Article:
33 out of 44 people found the following review useful:
The (periodically) Amazing World of Gumball, 27 July 2011

Looking for a tl;dr version? Here goes - TAWoG is a show of fantastic production quality with writing that's all over the place. When it works, it soars above all expectations; when it fails, it's practically unwatchable.

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Here's why. From the first piece of promotional art I saw back in 2010, I was instantly drawn to the unique visual style cooked up by France's Ben Bocquelet, the mastermind behind Gumball's world. Almost every character looks like they were pulled from a completely different source, with some characters drawn in a traditional cartoon style, while others are puppets, CGI, 8-bit sprites, or even live action (which is also used for the backdrop of the show) - and stills from the show don't even come close to describing how much eye candy is packed into every frame. If you've only seen the show on Cartoon Network, I recommend that you look up the show's (conspicuously missing) theme song online, as it's great example of how much energy and creativity the crew has. Watching this show is the remedy I needed after the visually offensive "The Problem Solverz" ravaged my fragile cornea.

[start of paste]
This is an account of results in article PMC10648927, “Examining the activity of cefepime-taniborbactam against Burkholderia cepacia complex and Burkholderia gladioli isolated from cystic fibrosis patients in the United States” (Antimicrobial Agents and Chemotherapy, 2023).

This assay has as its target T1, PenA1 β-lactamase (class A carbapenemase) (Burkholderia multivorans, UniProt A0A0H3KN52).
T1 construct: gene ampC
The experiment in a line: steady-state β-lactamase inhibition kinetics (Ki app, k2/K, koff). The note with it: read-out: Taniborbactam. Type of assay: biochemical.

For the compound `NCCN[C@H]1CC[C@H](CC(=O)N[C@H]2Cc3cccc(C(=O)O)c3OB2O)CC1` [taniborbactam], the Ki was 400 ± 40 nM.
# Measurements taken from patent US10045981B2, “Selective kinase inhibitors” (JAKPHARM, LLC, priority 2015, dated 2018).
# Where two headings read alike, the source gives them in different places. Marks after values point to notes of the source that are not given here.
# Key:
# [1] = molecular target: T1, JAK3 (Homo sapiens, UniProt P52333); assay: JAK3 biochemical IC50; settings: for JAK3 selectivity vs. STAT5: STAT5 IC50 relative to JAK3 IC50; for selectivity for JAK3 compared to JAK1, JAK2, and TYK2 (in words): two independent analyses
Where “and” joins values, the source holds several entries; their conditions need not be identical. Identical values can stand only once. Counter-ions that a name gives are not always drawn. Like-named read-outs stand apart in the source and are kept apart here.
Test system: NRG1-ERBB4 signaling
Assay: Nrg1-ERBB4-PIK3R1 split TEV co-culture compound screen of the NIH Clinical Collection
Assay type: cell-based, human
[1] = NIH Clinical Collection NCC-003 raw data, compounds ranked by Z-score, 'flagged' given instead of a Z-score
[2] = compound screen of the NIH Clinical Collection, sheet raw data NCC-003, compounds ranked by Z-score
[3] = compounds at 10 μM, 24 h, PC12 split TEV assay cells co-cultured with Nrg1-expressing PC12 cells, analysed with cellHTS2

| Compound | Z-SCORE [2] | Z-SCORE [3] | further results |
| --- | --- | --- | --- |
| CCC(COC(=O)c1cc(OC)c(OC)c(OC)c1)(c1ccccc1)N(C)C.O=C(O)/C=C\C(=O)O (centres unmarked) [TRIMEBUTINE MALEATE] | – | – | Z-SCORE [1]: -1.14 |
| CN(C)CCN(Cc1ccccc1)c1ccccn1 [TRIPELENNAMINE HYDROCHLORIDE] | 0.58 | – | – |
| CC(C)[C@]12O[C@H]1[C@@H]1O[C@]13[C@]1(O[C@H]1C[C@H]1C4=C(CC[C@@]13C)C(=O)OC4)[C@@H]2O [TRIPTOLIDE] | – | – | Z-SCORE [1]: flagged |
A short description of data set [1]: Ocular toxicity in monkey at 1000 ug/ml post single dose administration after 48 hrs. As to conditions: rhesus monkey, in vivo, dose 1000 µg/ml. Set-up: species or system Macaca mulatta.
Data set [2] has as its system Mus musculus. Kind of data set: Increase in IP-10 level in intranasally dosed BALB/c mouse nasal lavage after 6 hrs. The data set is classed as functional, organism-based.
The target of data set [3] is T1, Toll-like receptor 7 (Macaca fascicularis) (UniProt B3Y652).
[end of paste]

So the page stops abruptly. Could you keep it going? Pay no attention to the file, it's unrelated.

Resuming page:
Aurally, the show almost reaches the same height of excellence. Although the voice actors are more than passable, the most enjoyable part of the show's audio experience is the soundtrack. The score is bubbly, cheery, fun - and when called for - epic.

The problem is that, under the fantastic visuals, music, and production value, the writing (especially the humor) can be quite lackluster, sometimes fatally so.